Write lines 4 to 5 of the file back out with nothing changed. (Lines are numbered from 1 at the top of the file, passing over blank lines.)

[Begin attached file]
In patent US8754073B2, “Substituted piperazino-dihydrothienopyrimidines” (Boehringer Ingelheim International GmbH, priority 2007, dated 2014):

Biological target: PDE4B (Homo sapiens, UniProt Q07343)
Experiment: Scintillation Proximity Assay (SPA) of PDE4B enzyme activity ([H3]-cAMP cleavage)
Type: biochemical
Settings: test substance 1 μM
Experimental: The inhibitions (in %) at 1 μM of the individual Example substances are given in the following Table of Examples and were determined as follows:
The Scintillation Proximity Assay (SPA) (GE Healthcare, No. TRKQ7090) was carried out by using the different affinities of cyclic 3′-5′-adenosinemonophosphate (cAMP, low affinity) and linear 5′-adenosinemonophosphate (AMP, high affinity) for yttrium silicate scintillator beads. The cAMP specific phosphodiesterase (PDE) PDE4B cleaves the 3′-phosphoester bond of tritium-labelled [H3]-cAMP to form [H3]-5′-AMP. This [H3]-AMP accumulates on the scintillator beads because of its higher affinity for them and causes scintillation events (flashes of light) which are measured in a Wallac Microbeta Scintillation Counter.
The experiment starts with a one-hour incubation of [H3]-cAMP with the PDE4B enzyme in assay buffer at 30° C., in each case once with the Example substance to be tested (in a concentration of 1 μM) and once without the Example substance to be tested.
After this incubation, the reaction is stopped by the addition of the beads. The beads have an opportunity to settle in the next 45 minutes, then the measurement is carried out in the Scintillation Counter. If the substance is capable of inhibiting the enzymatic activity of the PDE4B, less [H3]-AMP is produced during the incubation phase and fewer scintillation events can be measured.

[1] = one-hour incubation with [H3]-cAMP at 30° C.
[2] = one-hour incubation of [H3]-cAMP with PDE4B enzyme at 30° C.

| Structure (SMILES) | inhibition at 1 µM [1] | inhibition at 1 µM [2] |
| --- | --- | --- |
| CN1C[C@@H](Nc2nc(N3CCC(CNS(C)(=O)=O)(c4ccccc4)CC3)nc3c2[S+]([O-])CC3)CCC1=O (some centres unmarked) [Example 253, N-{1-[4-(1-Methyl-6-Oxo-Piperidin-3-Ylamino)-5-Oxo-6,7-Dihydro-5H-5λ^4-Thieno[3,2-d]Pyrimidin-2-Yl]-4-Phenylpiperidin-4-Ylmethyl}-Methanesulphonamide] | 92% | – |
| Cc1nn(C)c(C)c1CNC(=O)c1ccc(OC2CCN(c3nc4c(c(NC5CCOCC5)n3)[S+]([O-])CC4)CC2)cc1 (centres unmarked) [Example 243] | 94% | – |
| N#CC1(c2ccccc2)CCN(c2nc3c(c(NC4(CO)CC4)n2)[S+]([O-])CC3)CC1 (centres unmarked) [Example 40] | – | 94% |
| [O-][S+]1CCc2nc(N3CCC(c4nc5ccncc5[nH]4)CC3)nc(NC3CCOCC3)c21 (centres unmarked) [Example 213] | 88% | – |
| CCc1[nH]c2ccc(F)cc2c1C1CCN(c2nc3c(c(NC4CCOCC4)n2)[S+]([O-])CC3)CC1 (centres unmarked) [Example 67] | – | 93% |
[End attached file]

Type: biochemical
Settings: test substance 1 μM